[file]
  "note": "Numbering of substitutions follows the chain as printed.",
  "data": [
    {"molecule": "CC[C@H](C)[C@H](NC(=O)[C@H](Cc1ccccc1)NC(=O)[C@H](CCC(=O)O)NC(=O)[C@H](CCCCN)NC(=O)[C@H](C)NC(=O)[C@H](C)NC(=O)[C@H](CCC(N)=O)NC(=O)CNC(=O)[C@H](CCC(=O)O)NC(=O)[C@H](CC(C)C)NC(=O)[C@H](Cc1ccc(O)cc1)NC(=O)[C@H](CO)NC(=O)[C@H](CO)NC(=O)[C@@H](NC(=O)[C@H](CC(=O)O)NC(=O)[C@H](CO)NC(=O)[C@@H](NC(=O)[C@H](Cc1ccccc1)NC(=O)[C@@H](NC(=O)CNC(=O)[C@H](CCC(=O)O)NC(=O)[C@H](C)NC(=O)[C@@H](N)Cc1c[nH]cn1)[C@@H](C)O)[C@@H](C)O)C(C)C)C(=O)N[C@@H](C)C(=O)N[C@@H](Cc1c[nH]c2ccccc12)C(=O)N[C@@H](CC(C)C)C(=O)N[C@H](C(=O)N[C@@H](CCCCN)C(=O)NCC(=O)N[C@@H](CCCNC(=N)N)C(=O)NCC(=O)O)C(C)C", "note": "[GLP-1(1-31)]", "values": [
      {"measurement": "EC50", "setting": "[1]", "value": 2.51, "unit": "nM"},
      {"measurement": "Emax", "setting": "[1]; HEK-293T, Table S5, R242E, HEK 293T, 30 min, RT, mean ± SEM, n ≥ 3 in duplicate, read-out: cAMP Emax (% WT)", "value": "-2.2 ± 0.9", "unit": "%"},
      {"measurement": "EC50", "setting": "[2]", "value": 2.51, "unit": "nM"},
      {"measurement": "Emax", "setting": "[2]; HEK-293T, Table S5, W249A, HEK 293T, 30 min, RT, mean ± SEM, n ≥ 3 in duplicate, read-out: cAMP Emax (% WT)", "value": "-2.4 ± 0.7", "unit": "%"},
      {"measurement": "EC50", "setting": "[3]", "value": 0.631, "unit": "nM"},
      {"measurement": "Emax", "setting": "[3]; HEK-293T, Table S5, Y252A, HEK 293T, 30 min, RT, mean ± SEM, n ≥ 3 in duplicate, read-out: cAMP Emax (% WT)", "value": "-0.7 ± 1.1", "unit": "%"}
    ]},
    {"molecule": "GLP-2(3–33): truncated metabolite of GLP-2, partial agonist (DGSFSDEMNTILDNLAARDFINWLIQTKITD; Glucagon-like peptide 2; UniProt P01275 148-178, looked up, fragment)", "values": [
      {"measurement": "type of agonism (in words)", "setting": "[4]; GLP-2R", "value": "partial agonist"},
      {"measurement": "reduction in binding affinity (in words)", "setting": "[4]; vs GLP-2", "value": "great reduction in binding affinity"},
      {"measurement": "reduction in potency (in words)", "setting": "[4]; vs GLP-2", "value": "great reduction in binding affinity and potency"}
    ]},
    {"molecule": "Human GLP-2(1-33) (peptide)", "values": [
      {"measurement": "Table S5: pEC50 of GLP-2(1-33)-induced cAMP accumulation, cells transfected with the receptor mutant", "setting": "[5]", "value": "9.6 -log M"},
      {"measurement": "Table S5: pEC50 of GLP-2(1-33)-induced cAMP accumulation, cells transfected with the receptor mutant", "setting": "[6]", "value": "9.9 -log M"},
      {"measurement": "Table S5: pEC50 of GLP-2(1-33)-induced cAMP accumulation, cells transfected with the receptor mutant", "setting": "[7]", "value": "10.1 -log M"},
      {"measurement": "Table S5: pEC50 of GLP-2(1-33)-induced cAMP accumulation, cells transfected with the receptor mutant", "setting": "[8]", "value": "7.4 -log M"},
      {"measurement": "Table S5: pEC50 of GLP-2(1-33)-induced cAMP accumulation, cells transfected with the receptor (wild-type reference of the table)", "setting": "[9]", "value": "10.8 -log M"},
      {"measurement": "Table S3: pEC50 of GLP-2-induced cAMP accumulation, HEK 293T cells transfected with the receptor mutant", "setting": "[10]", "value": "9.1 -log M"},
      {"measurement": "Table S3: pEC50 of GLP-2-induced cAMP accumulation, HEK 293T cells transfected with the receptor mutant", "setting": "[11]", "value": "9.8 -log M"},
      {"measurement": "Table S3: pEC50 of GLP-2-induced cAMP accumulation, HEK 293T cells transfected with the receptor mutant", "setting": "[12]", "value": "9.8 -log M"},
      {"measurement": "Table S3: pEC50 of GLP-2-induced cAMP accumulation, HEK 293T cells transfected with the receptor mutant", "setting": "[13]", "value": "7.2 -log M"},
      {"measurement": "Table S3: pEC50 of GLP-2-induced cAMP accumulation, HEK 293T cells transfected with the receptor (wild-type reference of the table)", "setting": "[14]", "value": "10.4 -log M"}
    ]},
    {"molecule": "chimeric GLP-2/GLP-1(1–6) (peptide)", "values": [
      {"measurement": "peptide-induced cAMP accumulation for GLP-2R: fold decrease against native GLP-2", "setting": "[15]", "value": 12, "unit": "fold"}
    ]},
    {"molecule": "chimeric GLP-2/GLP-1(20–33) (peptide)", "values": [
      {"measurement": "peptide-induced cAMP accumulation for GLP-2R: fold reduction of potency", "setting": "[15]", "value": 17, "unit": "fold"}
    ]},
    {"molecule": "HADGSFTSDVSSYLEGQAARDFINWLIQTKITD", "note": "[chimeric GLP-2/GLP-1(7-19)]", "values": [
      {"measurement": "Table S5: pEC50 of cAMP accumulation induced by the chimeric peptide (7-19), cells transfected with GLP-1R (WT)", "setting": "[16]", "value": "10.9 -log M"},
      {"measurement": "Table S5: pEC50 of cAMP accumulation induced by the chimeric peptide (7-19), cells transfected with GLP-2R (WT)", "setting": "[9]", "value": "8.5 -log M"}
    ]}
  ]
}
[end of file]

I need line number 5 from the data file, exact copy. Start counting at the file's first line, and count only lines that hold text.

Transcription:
      {"measurement": "Emax", "setting": "[1]; HEK-293T, Table S5, R242E, HEK 293T, 30 min, RT, mean ± SEM, n ≥ 3 in duplicate, read-out: cAMP Emax (% WT)", "value": "-2.2 ± 0.9", "unit": "%"},